Machines or Free Weights: Structure vs. Function
One of the most heated debates in the world of fitness today is the battle of free-weights (low-tech apparatus) versus machines (high-tech apparatus). Each side has an argument with both sides having some merit to their claims.
Before we dive into the major differences between free weights and machines let us first agree on what we are calling a free-weight or a machine.
A free-weight can be classified as any object or device that can be moved freely in three-dimensional space. Some of the more common free-weights found in a gym would be:
- High/Low or adjustable pulley system
- Lat pull-down and low-row device
- Medicine Balls(all types including kettle bells)
- Ankle weights
The human body the ultimate free-weight of all!
In all reality, any object that is free to move in three-dimensional space that is not fixed to any specific set of axis (as in a smith machine) can be considered a free weight. An exercise machine on the other hand, is not allowed to move in three-dimensional space and is usually only capable of moving in two dimensions.
Any exercise machine in a gym such as a pec-dec or a smith machine is a perfect example of what we are calling high-tech training apparatus.
So which is best, free-weights or machines? I would assume that most of you reading this article are frequent users of free-weights and cable systems.
However, I also know that many bodybuilders choose machine training for isolating and really targeting a specific muscle or group of muscles. So to answer the question on the superiority of free weights versus machines it is first important to know what one’s goals are.
Structural Vs. Functional Goals
In studying human physiology we learn that structure and function are intimately related. In strength training jargon this means that if you want to change your structure (i.e. build mass) you must change the function of that structure (i.e. improve 8-12RM) which is ultimately a neuromuscular phenomenon.
So if ones wishes to gain mass (hypertrophy), one must change the function on the nervous system’s ability to use that muscle (i.e. get stronger) so that the structure (soft-tissues) can adapt and grow.
The average reader on a web site called Bodybuilding.com is probably most interested in structural goals like building mass and losing body fat than say a sprinter, who is mainly concerned with improving a specific function (running 100m dash in 10 seconds) and thus prioritizes functional goals over structural ones.
This does not mean that sprinters omit structural phases in their training. It simply states that the main goal for a sprinter is not to get as big as a house but rather to improve a specific skill (run fast) which requires that the function of the neuromuscular system improve along with the structure.
Getting back to our discussion of free-weight versus machines, it helpful to know the main benefits of each in relation to whether we have primarily structural or functional goals. Free weights, with their extreme versatility are the ultimate tool for both structural and functional goals.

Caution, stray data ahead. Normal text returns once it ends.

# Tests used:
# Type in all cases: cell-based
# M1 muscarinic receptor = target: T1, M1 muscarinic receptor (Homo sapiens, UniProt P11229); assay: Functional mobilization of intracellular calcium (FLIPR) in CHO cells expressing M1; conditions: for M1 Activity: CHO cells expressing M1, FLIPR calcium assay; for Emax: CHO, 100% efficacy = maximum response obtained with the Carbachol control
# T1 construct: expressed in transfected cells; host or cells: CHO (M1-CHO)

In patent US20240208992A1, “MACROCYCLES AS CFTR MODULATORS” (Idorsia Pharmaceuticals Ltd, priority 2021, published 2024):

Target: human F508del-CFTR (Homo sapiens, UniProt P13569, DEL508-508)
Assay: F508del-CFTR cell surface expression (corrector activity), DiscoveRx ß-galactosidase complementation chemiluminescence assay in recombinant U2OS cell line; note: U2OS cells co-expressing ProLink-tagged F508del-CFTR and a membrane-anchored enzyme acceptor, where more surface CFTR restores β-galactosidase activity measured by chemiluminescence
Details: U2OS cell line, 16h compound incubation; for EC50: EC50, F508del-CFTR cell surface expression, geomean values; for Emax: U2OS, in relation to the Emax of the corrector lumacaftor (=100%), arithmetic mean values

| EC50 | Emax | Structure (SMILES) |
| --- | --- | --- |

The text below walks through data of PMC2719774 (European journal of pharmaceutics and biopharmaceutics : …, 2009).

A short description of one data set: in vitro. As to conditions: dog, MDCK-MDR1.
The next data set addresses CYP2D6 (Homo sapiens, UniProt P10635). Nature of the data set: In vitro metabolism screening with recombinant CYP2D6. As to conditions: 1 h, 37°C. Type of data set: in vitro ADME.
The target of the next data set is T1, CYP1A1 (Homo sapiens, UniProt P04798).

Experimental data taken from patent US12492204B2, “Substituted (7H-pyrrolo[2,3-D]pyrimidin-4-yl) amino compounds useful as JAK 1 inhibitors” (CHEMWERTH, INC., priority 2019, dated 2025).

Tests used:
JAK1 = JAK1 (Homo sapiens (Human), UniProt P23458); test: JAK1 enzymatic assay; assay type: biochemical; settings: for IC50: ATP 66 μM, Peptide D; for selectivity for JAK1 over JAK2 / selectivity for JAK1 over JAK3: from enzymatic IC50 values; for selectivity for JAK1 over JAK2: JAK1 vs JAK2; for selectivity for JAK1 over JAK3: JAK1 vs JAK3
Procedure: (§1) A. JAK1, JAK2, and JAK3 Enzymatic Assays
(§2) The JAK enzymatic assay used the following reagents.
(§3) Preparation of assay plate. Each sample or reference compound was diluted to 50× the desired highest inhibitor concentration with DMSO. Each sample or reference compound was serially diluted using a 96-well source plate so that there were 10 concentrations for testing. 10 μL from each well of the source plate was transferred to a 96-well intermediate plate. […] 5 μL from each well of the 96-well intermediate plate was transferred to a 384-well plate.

For instance if a bodybuilder is bench pressing and wishes to put on mass, a choice of reps in the 8-15 range would make a good choice. If one is also a football player who desires to put on some mass the bench press again is an excellent choice because it develops more real-life strength.
What is often called functional strength due to the need to stabilize and control the barbell in all three planes of motion, just like the athlete will need to do on the playing field.
However if the football player decides to use all high-tech Hammer strength machines for his chest work he may build some impressive pecs but will be lacking in the function department due to the lack of three-dimensional stability required in those exercises. Thus, his structure would have improved but without a corresponding increase in his function.
Now lets look at a scenario where a bodybuilder, who’s chest development has been stuck for some time. His workouts usually consist of free-weight only with some standing cable fly’s thrown in to finish off his chest workout.
If this person were to add some machine work at the end of his free-weight workout he may be able to add some more volume and thus trigger some new growth. After his traditional free-weight workout, his shoulder stabilizers may be so fatigued that his chest is unable to get more work during his final sets.
However, by finishing off with some machine training he may be able to exhaust and stimulate more pectoral muscle fibers because the machine is taking some of the load off his rotator cuff. This is a scientific application for the use of machines.
For the vast majority of exercises and goals, whether structural or functional, free-weights usually offer the most variety as well as total body stimulation because many muscles other than the prime movers (muscles responsible for moving the load) are stimulated as stabilizers.
Machines on the other hand, with their ability to isolate better, can be useful for structural or bodybuilding purposes when they are carefully planned in the workout which is usually to place them after all free-weight exercises. There is much more to the story here.
Hopefully, this article has shed a little light on the differences between free-weights and machines and specifically the scientific use of each in regards to your training goals.
Article written by Keats Snideman and originally appeared on BodyBuilding.com
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